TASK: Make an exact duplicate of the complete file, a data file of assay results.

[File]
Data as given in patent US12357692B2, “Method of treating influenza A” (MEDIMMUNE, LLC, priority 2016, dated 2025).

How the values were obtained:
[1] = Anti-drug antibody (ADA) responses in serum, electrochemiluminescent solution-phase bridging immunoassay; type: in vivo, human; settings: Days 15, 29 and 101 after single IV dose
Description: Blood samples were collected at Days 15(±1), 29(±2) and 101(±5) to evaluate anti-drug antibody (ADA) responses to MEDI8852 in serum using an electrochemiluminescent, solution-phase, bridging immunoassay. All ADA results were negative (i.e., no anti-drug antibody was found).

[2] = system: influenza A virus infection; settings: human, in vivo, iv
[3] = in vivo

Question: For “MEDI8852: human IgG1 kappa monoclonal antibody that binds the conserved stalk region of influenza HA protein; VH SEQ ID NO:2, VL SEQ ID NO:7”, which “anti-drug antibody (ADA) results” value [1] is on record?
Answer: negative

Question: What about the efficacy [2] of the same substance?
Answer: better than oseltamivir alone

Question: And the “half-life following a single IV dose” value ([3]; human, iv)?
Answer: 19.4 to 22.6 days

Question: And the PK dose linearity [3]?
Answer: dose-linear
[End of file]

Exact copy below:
Data as given in patent US12357692B2, “Method of treating influenza A” (MEDIMMUNE, LLC, priority 2016, dated 2025).

How the values were obtained:
[1] = Anti-drug antibody (ADA) responses in serum, electrochemiluminescent solution-phase bridging immunoassay; type: in vivo, human; settings: Days 15, 29 and 101 after single IV dose
Description: Blood samples were collected at Days 15(±1), 29(±2) and 101(±5) to evaluate anti-drug antibody (ADA) responses to MEDI8852 in serum using an electrochemiluminescent, solution-phase, bridging immunoassay. All ADA results were negative (i.e., no anti-drug antibody was found).

[2] = system: influenza A virus infection; settings: human, in vivo, iv
[3] = in vivo

Question: For “MEDI8852: human IgG1 kappa monoclonal antibody that binds the conserved stalk region of influenza HA protein; VH SEQ ID NO:2, VL SEQ ID NO:7”, which “anti-drug antibody (ADA) results” value [1] is on record?
Answer: negative

Question: What about the efficacy [2] of the same substance?
Answer: better than oseltamivir alone

Question: And the “half-life following a single IV dose” value ([3]; human, iv)?
Answer: 19.4 to 22.6 days

Question: And the PK dose linearity [3]?
Answer: dose-linear